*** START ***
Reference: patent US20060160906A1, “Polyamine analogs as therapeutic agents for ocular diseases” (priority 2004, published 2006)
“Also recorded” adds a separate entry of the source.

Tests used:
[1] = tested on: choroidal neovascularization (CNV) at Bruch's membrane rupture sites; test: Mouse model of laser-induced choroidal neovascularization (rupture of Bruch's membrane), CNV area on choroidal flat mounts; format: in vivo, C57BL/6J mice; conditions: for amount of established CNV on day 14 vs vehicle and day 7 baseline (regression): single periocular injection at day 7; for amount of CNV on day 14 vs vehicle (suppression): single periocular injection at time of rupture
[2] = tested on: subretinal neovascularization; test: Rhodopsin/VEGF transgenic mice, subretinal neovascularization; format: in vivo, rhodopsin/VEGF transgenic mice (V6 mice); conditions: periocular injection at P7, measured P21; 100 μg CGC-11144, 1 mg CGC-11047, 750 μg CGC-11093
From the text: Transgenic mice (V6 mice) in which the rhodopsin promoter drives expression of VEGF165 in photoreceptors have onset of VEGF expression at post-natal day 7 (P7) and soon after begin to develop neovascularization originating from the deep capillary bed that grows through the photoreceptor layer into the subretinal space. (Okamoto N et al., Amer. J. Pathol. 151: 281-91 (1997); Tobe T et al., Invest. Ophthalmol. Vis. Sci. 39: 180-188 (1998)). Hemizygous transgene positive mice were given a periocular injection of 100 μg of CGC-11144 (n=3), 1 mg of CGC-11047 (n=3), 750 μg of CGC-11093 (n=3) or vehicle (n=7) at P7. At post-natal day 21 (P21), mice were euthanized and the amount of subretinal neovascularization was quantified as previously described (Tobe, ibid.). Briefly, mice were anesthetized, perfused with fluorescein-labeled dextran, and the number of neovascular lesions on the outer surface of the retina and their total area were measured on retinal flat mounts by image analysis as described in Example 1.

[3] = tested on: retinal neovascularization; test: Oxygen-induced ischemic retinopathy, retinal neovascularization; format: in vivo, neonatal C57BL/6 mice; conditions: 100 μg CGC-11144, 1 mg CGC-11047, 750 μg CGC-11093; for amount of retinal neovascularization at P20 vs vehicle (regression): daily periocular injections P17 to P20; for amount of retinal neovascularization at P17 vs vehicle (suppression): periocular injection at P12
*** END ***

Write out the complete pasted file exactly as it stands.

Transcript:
Reference: patent US20060160906A1, “Polyamine analogs as therapeutic agents for ocular diseases” (priority 2004, published 2006)
“Also recorded” adds a separate entry of the source.

Tests used:
[1] = tested on: choroidal neovascularization (CNV) at Bruch's membrane rupture sites; test: Mouse model of laser-induced choroidal neovascularization (rupture of Bruch's membrane), CNV area on choroidal flat mounts; format: in vivo, C57BL/6J mice; conditions: for amount of established CNV on day 14 vs vehicle and day 7 baseline (regression): single periocular injection at day 7; for amount of CNV on day 14 vs vehicle (suppression): single periocular injection at time of rupture
[2] = tested on: subretinal neovascularization; test: Rhodopsin/VEGF transgenic mice, subretinal neovascularization; format: in vivo, rhodopsin/VEGF transgenic mice (V6 mice); conditions: periocular injection at P7, measured P21; 100 μg CGC-11144, 1 mg CGC-11047, 750 μg CGC-11093
From the text: Transgenic mice (V6 mice) in which the rhodopsin promoter drives expression of VEGF165 in photoreceptors have onset of VEGF expression at post-natal day 7 (P7) and soon after begin to develop neovascularization originating from the deep capillary bed that grows through the photoreceptor layer into the subretinal space. (Okamoto N et al., Amer. J. Pathol. 151: 281-91 (1997); Tobe T et al., Invest. Ophthalmol. Vis. Sci. 39: 180-188 (1998)). Hemizygous transgene positive mice were given a periocular injection of 100 μg of CGC-11144 (n=3), 1 mg of CGC-11047 (n=3), 750 μg of CGC-11093 (n=3) or vehicle (n=7) at P7. At post-natal day 21 (P21), mice were euthanized and the amount of subretinal neovascularization was quantified as previously described (Tobe, ibid.). Briefly, mice were anesthetized, perfused with fluorescein-labeled dextran, and the number of neovascular lesions on the outer surface of the retina and their total area were measured on retinal flat mounts by image analysis as described in Example 1.

[3] = tested on: retinal neovascularization; test: Oxygen-induced ischemic retinopathy, retinal neovascularization; format: in vivo, neonatal C57BL/6 mice; conditions: 100 μg CGC-11144, 1 mg CGC-11047, 750 μg CGC-11093; for amount of retinal neovascularization at P20 vs vehicle (regression): daily periocular injections P17 to P20; for amount of retinal neovascularization at P17 vs vehicle (suppression): periocular injection at P12